The Cow in the Field

While listening to a recorded lecture of Yale University Professor Ian Shapiro’s course on the Moral Foundations of Politics (http://oyc.yale.edu/political-science/plsc-118) I was intrigued with a thought experiment he offered about what John Stuart Mill may have thought was a fair way to arrive at the truth about something.

Mill, Prof. Shapiro emphasized, believed that free speech was a path to a truth that was “corrigible,” that is, can change, be discredited or replaced with a more accurate version over time, and that people should be permitted to argue their way to a just determination.

But how should we arrive at this determination? Let’s say we’re standing at the edge of a field and we see a cow in it. Someone asks, how much does that cow weigh? We can’t bring a scale to the field, so we’re going to have to guess. Whose guess will determine the truth?

Should we listen to everyone (and thereby compel people who have no opinion to join in?), or just those who pipe up with a guess?

When we’re finished gathering opinions, should we take an average of the guesses and hold that as to be the best version for the moment?

Should we vote on which opinion we like the most? If all opinions were honestly given, and every opinion was substantially different, we’d never get a useful determination.

Should we give special consideration to those who say they have expert knowledge–guy who has lived on a farm and says he “knows” cows.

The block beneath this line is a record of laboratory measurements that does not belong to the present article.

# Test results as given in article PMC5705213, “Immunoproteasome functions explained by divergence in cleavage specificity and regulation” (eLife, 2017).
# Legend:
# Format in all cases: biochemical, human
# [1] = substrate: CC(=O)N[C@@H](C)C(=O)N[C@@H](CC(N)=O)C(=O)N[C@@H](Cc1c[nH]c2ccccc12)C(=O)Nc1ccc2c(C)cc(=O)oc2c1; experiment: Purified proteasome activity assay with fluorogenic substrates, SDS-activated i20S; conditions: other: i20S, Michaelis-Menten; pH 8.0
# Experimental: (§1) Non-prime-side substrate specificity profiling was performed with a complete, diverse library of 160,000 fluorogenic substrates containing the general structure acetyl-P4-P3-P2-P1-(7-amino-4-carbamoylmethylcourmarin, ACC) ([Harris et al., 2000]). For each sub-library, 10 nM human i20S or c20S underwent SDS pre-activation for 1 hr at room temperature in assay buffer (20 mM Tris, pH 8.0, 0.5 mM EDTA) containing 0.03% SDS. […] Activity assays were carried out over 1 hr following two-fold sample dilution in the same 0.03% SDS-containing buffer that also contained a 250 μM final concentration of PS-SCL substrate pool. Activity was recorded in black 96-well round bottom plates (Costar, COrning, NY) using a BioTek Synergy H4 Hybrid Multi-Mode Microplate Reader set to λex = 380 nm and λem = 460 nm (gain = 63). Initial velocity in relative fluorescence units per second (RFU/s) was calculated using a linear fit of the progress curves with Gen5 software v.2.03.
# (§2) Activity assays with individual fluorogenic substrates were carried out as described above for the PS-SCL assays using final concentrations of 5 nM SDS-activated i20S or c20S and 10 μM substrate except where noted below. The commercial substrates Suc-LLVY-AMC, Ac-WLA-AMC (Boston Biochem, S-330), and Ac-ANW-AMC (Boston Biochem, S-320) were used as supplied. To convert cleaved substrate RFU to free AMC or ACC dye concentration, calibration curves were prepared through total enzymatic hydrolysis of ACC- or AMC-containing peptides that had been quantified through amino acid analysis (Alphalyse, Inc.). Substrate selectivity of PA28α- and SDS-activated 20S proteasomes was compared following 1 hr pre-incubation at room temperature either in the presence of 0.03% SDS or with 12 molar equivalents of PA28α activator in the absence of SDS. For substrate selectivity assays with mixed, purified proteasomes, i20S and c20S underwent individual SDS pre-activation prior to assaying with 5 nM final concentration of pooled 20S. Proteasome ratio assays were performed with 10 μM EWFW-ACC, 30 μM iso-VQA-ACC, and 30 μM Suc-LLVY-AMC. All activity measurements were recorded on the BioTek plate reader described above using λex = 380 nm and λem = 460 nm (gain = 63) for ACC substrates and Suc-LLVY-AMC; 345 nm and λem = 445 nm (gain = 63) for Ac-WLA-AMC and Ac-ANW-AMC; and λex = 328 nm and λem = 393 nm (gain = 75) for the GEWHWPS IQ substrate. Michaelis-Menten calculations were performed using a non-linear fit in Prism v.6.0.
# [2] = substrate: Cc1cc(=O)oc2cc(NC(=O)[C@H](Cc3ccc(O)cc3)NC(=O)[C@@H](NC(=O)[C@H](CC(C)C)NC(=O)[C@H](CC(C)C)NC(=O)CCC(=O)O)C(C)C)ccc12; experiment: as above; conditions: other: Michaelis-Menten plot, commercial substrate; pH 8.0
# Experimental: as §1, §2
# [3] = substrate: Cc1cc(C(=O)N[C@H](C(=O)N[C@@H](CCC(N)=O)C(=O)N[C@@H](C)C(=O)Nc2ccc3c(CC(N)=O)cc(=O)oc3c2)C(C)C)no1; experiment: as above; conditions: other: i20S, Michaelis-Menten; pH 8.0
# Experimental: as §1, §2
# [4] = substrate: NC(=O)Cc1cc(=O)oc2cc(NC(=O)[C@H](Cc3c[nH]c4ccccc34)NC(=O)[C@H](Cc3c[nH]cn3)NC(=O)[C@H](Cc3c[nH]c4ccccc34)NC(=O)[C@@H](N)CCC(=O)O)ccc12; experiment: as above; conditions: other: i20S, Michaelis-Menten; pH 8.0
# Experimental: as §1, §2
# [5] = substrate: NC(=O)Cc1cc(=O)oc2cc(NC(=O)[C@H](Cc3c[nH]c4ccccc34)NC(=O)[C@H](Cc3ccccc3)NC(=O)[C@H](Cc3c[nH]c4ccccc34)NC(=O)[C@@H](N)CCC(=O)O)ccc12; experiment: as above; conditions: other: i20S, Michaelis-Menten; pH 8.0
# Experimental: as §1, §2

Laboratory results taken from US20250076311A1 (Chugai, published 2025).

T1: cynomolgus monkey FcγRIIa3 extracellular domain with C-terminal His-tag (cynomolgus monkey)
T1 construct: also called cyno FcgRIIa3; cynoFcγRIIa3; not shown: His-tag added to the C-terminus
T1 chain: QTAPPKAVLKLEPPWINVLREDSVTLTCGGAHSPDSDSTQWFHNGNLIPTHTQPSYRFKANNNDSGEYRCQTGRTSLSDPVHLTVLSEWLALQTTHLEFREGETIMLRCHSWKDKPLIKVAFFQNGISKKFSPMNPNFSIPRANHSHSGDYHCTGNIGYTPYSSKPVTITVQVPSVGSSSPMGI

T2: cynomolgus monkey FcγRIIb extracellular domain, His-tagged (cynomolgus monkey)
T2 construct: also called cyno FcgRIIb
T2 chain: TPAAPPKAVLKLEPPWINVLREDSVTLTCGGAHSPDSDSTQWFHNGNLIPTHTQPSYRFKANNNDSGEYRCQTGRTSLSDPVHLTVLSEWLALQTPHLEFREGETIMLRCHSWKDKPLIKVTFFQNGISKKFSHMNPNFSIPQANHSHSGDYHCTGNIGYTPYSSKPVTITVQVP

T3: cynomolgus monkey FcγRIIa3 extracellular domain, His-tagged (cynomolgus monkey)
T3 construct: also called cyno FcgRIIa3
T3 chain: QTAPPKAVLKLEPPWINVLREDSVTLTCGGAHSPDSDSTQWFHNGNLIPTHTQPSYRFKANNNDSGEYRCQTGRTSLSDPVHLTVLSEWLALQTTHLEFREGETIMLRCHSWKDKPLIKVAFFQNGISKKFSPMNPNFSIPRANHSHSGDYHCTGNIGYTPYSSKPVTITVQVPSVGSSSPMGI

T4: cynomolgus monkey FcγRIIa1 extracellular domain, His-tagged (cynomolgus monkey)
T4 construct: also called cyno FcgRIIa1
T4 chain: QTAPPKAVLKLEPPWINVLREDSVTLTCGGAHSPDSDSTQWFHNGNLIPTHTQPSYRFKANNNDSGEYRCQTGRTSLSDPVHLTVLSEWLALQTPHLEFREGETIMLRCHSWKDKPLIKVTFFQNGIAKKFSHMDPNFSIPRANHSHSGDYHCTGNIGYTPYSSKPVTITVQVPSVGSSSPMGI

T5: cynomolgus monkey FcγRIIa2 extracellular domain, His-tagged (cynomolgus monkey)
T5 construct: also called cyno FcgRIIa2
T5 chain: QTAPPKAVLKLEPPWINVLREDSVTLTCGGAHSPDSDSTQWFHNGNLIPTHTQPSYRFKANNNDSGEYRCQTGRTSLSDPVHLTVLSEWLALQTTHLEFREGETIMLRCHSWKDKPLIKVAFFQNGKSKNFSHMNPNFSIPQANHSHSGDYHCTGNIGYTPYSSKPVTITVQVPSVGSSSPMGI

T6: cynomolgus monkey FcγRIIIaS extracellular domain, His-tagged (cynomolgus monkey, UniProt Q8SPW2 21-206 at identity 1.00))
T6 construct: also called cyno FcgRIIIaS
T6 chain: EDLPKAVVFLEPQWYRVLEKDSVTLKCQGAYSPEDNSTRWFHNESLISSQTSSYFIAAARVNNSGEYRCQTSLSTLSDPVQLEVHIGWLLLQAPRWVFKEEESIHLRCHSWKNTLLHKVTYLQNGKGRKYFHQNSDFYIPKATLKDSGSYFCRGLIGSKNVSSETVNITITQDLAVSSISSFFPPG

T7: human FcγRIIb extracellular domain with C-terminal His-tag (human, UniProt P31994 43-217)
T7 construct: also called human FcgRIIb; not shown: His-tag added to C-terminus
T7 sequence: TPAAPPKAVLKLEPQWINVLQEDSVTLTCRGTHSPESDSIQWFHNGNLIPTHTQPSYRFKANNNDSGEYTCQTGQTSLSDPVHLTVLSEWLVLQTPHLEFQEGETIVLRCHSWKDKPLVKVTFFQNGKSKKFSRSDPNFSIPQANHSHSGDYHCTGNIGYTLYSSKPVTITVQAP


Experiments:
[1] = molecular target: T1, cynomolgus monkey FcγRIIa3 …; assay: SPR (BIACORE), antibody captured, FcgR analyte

What about the loudmouth who says he’s right and everybody else is wrong and tries to end the discussion? Mill would probably not like that because the loudmouth is limiting free speech. At the same time, what about the person who is in love with the sound of his own voice, who goes on and on and on? Should we give that person a three minute warning? And if that person disregards that warning, should we shut him down?

Of course, someone is going to say who cares how much the cow weighs? It’s a cow. It’s in a field. There are a lot of cows and a lot of fields. Why bother?

I’m extrapolating this now: what if we’re trying to arrive at a determination about how to deal with poor people. Or how to “create” jobs?  Or how to permit the free and open practice of  religion? These are issues that many people have opinions about, and none of them can be answered in a purely instrumental (i.e., get a scale, weigh the cow, believe the number you get). How do we determine “the right thing to do”?

I don’t have the answers but I feel it’s good to think about them.

 

 

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